– bowlturner
    Mar 27 '15 at 15:34

@bowlturner gives some excellent suggestions. Let me just add a few things:

  1. Be sure to use cauls. They are pieces of wood laid across the top of the boards being joined to keep them aligned (and to spread clamping pressure).

  2. Make sure to alternate the position of the clamps. Have some clamping from the top and others clamping from the bottom. If you don't, you'll end up bowing the surface. I actually had this problem when I made my countertops--it wasn't visible on the first couple of rows, but at the end, there was significant bow that had built up.

  3. You'll need a lot of clamps. There are some formulas out there that tell you how many you need, but I'd rather build than do math, so I just use as many clamps as I can fit.

In addition to biscuits and splines (as mentioned by @bowlturner), you can also use dowels. I ended up using a spline for my countertops. (As an aside, because they were bowed, I decided not to use them for a countertop. I bought Ikea countertops, was quite happy, but noticed that theirs were just as bowed as mine--though the joints were better. I ended up using the Ikea countertops for my countertop and the ones that I made for a workbench surface.) Here's a picture of how they turned out (maple with a shellac finish).

Spline Joint

  • Impressive work. What do you use to cut the space for the splines?
    – James
    Mar 27 '15 at 13:38
  • @James--see the image in bowlturner's answer. I just cut a groove in each plank of maple, cut a smaller piece of wood (about 1/2x1/2x6 feet) and mated the smaller piece of wood between two pieces of maple.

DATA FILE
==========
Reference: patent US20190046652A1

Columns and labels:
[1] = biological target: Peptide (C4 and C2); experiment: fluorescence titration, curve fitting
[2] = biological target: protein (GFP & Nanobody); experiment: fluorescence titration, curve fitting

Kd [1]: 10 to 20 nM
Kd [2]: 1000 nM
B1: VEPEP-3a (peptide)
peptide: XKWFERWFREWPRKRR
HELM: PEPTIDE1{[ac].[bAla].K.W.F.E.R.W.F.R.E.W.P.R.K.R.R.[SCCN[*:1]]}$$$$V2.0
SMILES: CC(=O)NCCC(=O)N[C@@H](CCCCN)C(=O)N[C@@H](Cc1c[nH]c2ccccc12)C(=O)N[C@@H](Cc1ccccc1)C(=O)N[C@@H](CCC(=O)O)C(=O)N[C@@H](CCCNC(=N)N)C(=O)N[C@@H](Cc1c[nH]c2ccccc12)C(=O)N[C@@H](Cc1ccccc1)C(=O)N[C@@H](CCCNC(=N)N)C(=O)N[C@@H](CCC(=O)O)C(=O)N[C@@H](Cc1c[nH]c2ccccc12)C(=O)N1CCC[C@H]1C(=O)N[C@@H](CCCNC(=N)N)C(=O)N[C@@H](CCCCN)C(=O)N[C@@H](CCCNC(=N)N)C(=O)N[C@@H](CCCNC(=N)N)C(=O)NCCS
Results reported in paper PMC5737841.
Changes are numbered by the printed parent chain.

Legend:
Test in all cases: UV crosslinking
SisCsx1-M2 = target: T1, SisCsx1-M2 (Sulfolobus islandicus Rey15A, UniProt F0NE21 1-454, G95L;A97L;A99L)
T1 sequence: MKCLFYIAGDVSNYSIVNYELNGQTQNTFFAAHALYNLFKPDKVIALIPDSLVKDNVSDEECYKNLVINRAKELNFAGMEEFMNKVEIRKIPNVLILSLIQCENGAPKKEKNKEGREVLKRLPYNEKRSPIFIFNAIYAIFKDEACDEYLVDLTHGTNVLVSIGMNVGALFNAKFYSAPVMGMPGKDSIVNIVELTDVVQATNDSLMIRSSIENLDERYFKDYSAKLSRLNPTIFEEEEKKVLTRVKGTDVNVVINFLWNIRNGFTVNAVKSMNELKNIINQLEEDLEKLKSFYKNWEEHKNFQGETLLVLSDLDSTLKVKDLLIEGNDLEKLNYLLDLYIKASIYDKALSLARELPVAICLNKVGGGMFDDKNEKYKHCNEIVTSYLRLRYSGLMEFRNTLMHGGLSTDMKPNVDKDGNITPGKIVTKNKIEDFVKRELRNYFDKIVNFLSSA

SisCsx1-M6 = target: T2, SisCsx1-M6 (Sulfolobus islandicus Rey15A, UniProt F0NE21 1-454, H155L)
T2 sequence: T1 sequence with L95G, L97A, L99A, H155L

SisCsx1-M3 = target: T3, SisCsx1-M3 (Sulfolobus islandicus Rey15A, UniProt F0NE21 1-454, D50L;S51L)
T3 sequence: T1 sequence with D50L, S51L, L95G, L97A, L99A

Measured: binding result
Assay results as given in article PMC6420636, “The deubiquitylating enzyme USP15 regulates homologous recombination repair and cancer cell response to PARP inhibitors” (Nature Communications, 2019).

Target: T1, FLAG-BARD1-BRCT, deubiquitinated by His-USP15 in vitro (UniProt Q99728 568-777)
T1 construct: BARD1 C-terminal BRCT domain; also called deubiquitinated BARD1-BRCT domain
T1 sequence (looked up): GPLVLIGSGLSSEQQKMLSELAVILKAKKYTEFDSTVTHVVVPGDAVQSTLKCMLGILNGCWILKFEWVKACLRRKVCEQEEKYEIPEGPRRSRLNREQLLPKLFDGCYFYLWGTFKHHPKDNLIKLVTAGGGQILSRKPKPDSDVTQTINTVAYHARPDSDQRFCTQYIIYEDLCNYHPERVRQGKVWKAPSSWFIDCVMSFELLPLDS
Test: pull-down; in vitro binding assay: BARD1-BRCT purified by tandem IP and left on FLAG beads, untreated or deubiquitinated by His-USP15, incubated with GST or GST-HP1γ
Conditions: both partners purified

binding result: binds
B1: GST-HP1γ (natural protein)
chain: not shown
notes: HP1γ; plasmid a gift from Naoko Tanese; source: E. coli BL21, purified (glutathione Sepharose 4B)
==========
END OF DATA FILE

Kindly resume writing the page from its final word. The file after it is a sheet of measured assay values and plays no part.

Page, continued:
– dfife
    Mar 27 '15 at 13:51

With today's glues, a simple butt edge joint works just fine. The boards need to be jointed well (the edges very straight, and I like a slight hollow towards the center ensuring the ends are tight and don't gap in the future). Clamping cauls will keep the boards aligned (I make my own from fir 2x4's). There will always be a slight misalignment of the boards at the joints that will need flattening (the same using splines, dowels, biscuits, or nothing). Sanding (by hand or random orbital sander) can work, but takes a long time. Some cabinet shops can sand or plane wide panels. I use hand planes for this step.

Many believe splines, dowels, or biscuits strengthen the joint, and they do not. A butt edge joint is just as strong. These methods can also cause the underlying dowel, etc. to "telegraph" into the finished top due to dissimilar wood/grain direction, etc. As for alignment, I have used each of the methods, including routered glue lock joints, and simply edge joining the boards and using clamping cauls to align them provides the easiest and most aligned assembly of all the methods.

  • I am fortunate enough to have a shop with a nice big thicknesser that I use for sanding big panels like this, so I make the boards about 1/8 inch or more too large and run it throgh, alternating sides until it's the right dimensions. I suppose you could use a planer in the same way but you'd want to stop a bit away from the desired thickness to do fine sanding.
    – Daniel B.
    Mar 31 '15 at 21:48